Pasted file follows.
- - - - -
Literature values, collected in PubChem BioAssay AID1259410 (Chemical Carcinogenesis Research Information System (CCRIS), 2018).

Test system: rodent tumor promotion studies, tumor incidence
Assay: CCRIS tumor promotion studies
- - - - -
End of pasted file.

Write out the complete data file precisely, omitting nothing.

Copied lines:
Literature values, collected in PubChem BioAssay AID1259410 (Chemical Carcinogenesis Research Information System (CCRIS), 2018).

Test system: rodent tumor promotion studies, tumor incidence
Assay: CCRIS tumor promotion studies